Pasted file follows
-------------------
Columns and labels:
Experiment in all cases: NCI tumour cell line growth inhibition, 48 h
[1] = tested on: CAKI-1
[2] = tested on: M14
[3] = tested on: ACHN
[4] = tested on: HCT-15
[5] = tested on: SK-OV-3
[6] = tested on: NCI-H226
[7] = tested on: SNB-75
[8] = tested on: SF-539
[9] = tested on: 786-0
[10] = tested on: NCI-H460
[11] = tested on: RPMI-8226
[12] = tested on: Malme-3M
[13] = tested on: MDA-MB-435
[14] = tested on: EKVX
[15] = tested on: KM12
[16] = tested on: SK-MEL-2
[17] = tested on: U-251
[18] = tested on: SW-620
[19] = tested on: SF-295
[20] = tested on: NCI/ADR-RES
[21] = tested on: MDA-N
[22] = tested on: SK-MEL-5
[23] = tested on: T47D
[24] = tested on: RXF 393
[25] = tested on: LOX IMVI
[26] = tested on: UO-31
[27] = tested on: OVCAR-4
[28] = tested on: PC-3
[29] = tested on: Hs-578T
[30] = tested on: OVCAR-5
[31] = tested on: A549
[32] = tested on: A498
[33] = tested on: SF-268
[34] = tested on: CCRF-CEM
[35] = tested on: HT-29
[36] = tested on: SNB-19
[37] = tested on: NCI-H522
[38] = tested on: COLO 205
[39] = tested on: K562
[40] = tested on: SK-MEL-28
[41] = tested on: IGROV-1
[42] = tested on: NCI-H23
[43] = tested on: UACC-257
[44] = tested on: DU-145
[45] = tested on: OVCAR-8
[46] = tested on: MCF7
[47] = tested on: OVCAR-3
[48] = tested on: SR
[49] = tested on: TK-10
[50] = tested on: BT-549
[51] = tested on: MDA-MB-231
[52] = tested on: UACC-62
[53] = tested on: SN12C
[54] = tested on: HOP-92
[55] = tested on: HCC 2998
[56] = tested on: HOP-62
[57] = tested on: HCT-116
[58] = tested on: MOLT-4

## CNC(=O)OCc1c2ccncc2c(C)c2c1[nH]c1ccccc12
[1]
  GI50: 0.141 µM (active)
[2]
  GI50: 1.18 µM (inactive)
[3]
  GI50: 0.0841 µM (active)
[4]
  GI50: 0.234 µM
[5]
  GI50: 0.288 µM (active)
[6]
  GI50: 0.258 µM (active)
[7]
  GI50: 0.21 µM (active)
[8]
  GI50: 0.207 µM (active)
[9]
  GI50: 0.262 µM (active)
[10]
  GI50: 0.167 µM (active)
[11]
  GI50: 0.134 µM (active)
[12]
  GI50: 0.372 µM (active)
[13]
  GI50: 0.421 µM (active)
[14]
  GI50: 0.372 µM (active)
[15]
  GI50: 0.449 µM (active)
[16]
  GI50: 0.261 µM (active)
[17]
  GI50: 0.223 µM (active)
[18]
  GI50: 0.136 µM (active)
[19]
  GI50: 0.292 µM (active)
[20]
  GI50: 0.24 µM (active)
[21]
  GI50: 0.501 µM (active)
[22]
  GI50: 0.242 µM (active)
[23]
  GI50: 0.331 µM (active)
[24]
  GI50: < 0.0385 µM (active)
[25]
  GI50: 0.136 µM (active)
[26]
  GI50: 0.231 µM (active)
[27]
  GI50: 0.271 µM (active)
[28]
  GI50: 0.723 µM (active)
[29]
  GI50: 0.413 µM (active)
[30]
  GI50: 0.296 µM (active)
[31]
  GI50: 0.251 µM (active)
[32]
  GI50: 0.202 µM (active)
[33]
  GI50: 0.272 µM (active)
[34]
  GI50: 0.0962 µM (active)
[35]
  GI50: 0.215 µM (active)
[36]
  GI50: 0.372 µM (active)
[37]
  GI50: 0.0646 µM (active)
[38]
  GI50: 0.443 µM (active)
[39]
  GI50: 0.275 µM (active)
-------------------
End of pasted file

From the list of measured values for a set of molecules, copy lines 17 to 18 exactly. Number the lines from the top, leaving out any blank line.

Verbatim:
[15] = tested on: KM12
[16] = tested on: SK-MEL-2